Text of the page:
KuaOHO WOKE

sarah

KuaOHO WOKE

Opening: February 22 5:30 pm

Viewing: February 26 until March 14


The 2020 La Fiesta! feature exhibition facilitated by Vanessa Edwards. KuaOHO WOKE- Women Of Knowledge Empowered- showcases strong, female, indigenous narrative to honour mana wahine.

Exhibiting Artists:

Alexis Neal, Naani Waitai, Cecelia Kumeroa, Kezia Whakamoe, Kura Te Waru-Rewiri, Jasmine Horton, Gabrielle Belz, Vanessa Wairata Edwards, Erana Kaa, Stevie Houkamau and Tapirioterangi Pirikahu.

{Gallery 2}

With supporting solo exhibitions from Tia Ranginui {Pop-up Gallery} and Taranaki-based artist Teresa Goodin {Gallery 1} as part of the La Fiesta! Programme brought to you by The Women’s Network Whanganui.

Feature Image: Alexis Neal, Bed of Roses, Whariki Slide, 3000 x 500mm

Women Of Knowledge Empowered

WOKE (/ˈwoʊk/) as a political term of African American origin refers  to a perceived awareness of issues concerning social justice and racial justice. It is derived from the African-American Vernacular English expression “stay woke”, whose grammatical aspect refers to a continuing awareness of these issues.

KuaOHO – A state of continual awakeness.

1. (verb) (-kia) to wake up, start (from fear, surprise, etc.), awake, arise, rear up.

2. (verb) to be roused (including of feelings), awakened.

3. (modifier) fruitful, productive.

WOKE is appropriated here from African American slang and is trending as a current word for the modern aware citizen. It is an odd phrase because to make sense it normally requires a context of a past tense verb, but here, is instead used to describe a state of being, continual state or complete state. Even used in its slang phrase “stay woke” there remains an awkwardness of vocabulary which requires you to decipher its authentic meaning. This awkwardness appears intentional as both an expression of the concept, but also a rejection of its colonial origin.

KuaOHO is a term I have used to describe a state of consciousness.  Gabrielle Belz prefers the term ‘WhakaOHO’ to be alert or awake.  Her work dips into the past and ties it to the present with a common thread of “acknowledging differences and the importance of inclusion” (Belz).To identify and respect our differences in this manner challenges the concept of ‘the norm’ to evolve beyond its narrow understanding.  How we become aware of our own differences and that of other people is, through authentic connection, a continual act of awakening.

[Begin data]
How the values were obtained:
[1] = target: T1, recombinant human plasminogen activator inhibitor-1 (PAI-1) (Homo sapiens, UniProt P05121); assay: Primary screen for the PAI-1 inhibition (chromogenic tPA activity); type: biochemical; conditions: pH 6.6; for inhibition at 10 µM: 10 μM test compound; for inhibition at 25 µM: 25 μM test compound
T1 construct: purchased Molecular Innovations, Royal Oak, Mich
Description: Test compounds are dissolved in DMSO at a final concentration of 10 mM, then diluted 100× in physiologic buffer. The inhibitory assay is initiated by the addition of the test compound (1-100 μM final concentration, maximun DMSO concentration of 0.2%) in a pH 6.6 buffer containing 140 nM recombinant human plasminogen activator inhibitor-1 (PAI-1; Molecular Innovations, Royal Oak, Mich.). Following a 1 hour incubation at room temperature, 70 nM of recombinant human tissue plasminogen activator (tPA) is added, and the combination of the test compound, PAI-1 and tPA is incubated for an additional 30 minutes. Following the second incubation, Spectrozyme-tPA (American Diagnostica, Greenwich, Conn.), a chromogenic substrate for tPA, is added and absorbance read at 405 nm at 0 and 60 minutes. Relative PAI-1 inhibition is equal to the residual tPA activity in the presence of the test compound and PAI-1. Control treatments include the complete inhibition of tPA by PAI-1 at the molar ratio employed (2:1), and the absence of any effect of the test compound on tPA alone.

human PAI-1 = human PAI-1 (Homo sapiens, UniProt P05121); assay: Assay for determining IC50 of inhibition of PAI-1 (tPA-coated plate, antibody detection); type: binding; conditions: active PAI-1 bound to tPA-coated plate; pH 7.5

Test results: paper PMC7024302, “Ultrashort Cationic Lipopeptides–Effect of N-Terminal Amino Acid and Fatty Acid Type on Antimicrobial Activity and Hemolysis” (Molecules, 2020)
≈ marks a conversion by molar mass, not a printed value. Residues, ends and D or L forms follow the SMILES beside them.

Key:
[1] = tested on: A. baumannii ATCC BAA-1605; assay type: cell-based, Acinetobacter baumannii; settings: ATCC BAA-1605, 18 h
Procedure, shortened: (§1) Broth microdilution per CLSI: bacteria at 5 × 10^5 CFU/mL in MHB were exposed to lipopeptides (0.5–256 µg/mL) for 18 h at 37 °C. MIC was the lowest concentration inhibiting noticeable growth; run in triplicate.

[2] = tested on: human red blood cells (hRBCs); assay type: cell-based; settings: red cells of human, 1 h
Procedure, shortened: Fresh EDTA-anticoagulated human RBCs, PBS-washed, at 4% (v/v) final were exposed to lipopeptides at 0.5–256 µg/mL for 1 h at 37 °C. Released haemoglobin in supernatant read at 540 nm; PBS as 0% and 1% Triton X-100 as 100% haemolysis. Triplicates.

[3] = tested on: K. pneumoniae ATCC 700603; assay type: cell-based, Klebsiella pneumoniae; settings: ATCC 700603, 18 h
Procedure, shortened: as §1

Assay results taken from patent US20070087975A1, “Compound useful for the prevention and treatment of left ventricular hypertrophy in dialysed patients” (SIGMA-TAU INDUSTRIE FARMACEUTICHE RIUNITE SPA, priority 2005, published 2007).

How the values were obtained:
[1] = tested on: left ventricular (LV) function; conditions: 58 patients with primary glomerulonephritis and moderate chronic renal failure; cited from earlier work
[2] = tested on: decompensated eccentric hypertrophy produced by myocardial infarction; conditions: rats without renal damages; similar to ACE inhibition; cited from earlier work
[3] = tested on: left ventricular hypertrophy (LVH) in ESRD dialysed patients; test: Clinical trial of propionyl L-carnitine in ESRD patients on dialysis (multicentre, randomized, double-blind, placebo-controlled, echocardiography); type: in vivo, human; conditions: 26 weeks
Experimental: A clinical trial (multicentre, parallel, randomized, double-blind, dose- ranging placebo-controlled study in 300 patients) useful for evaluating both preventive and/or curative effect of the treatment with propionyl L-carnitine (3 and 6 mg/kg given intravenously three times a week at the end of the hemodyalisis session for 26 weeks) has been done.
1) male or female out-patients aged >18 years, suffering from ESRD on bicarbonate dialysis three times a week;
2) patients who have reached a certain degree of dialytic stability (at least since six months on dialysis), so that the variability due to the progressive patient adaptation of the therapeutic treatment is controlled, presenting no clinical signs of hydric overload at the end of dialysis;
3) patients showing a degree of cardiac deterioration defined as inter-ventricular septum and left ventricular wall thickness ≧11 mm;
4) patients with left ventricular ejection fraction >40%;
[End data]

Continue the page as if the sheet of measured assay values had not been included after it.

The women in this show are hyper-WOKE, continuously moving between the colonial world and Te Ao Maori, the physical world and the spiritual one.  Kaa describes consciousness “as navigating the reality of being indigenous women”.

We are educators, mothers, lifelong learners, radicals, academics, creatives, kai karanga, kai waiata, whakapapa experts, history buffs, debaters, lovers, nurturers, scientists, gardeners, activists, visionaries and change makers.  The themes here speak of the spiritual and the physical, the hopes and dreams, the hardships and sacrifices, the past, the present and of course the future. But most clearly we speak of the importance of connections and the health of relationships between all things.

To see the world through wāhine Māori eyes is to have your eyes wide open, like a pukana frozen in the changing winds.  Once aware you cannot be made unaware, once known you cannot un-know, once seen you cannot un-see, once WOKE you “stay WOKE” and never the same again.

As Te Waru-Rewiri so proclaims, “I AM WAHINETOA!”